I am not a pensioner yet, but this week is a “zero birthday” and I move up into another demographic classification point. I expect, unlike the boomer feminists, to have my retirement put off by regulation for another ten years or so, and any pension available then to be means tested. Or, if we get as nasty a correction as the figures suggest, for there to be no pension, and perhaps one superannuation confiscated by a bankrupt state. Such things have happened. At present, consistency is more important than panic: vote for sanity when you can, and provide for those in your family who are vulnerable.
All the rest is commentary.
The morning after the debate befoer
My beloved says that the debate was the best entertainment that she’s had all year. Better than any movie, more poetic that the best poem I have posted. She dislikes Jacinda: seeing her being taken down made led to glee. i was yelling at the TV whenever she mentioned what I do for a living as if she’s increased resources in that area (She has increased funding, but there has not been any sign of this at the coalface). And she’s damned with faint praise in the Guardian.
The opening leaders debate in the 2020 general election was somewhat lacking in spark. Of zingers, there were few; of fizz, there was little. It did not exactly cut and nor could it be said that it was generous in thrust. Only one of the leaders came to play. Collins was animated, hooting and scoffing hither and yon, but Ardern was tranquil as a lake, and just as flat.
Collins’s opening words were: “I never give up.” And she never wanted to shut up, either, as she gave a confident and spirited performance, and positioned herself as someone who understood the thwarted hopes of New Zealanders driven to the wall by the economic crisis caused by Covid-19, lockdowns, and border restrictions. Four hundred jobs were being lost every day. “I tell you what, John,” she kept saying, and one of the things she told him over and over is that she had experience as a small business owner. “I once was one.”
She treated the debate as a kind of autobiography in instalments. “My husband is Samoan.” And: “I’m the daughter of a Matamata dairy farmer.” Also: “The windows didn’t shut.” The latter was a reference to her childhood home.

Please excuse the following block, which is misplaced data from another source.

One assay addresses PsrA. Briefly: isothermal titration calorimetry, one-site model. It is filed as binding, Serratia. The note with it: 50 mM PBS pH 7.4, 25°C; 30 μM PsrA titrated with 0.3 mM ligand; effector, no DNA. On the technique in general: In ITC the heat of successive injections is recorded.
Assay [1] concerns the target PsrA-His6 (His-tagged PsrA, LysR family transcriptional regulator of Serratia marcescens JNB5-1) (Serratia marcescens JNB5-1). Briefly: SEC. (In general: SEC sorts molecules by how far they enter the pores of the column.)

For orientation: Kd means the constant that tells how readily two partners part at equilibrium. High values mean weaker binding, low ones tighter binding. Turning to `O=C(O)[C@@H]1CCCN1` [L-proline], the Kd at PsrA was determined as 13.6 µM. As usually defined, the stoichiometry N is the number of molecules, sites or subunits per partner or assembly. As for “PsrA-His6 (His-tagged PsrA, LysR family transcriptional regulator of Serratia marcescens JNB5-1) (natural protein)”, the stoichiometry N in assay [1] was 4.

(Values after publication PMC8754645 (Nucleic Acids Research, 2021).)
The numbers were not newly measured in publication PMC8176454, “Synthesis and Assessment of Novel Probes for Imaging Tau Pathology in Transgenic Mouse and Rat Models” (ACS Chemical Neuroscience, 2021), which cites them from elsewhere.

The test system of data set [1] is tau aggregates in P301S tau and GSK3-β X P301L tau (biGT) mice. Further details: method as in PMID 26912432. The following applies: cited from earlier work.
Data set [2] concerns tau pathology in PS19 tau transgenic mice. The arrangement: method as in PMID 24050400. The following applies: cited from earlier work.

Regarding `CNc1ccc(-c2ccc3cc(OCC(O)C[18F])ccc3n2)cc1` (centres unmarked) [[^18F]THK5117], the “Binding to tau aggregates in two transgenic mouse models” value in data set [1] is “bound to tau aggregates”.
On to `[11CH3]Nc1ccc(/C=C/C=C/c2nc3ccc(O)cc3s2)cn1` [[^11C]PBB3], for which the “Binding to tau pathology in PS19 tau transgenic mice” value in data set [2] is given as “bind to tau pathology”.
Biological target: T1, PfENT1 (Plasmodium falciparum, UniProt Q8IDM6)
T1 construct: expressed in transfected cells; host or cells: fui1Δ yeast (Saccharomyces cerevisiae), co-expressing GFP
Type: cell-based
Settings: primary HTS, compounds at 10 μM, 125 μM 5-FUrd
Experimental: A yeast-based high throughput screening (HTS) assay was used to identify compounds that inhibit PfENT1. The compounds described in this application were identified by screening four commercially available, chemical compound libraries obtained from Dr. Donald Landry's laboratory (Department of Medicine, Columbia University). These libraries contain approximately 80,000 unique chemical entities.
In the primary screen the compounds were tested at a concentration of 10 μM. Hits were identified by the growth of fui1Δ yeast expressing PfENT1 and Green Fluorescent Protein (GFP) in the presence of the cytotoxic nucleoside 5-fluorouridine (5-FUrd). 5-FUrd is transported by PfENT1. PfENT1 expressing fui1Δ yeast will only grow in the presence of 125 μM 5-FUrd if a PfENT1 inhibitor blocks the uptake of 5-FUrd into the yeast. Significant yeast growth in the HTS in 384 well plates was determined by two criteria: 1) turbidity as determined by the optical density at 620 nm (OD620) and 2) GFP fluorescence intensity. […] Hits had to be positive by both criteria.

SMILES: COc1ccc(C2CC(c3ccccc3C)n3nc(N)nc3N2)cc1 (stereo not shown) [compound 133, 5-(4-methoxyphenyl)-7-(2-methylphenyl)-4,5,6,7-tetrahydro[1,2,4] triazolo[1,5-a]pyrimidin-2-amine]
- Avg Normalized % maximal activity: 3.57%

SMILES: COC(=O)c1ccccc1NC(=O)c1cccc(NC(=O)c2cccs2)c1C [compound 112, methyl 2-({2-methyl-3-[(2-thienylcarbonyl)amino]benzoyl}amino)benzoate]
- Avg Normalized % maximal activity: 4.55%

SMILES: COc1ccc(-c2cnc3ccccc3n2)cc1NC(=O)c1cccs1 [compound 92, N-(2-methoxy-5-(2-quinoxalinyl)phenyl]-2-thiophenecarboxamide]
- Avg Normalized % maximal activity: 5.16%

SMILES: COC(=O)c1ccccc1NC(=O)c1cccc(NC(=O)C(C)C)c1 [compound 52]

Ardern divulged nothing about her personal life or background. She wasn’t interested in being interesting. The results of an opinion poll were released immediately prior to the debate and showed Labour comfortably in front; she was intent on showing the party was a safe pair of hands. She recited her government’s record these past three years, made earnest statements about the need to address climate change, and pledged her support for a living wage. There was vague talk of respecting people who “prefer to rent” than buy a house. Throughout, her manner swung from poised to supremely indifferent. It wasn’t a very big swing.
Kea noted that Mrs Collins called the PM (correctly) Miss Ardern. She’s not married. The father of her child was in Auckland, as was she, and went for an early run this morning. Probably to get some peace. She was not a happy bunny at the end of the debate, while Collins looked like a cat who had found a pint of cream.
Some great reports of spring activity out on the Gulf lately. I can smell the work ups from here. Wasnt sure what possesed me to go on this pre dawn jog, but the answer has revealed itself here. Stunning views over
Tāmaki Makaurau this AM. pic.twitter.com/MhrPqjKrQ2
— Clarke Gayford (@NZClarke) September 22, 2020
Ardern thinks politics is not a blood sport. Historically, it is.
The librarian vandals
There are plenty of election signs being defaced, including some of the anti euthanasia ones. You can tell who the progressives hate. It appears that they hate books, and are starting on books published elsewhere. The Vandals did less damage.
Trashing more than 600,000 books is a pretty spectacular act of vandalism by any account. But that is what our National Library has started doing this week. This kind of wrecking takes time, determination and an absolute disregard for stories. Their rationale is that it is only books from other places (aka the Overseas Published Collection) and since they have to move into a smaller building to keep everything safe as houses, they won’t have as much space and so out the books go — to maybe some local libraries or prison libraries or charity sales. Which is what kind of model of curation? Their marketing spin is to make more space for Maori, Pacific and New Zealand stories, as if these live in a vacuum. As if no Maori, Pacific, New Zealand readers, writers and researchers are, or have been, interested in and influenced by the world beyond our borders, or a history before our time. We’re talking about, among other things, the Holocaust collection. Just, what?, the National Library? What are you thinking? And you literally and actually do not know the exact contents of what you’re trashing and couldn’t you at least digitise all of it before you start the slash and burn?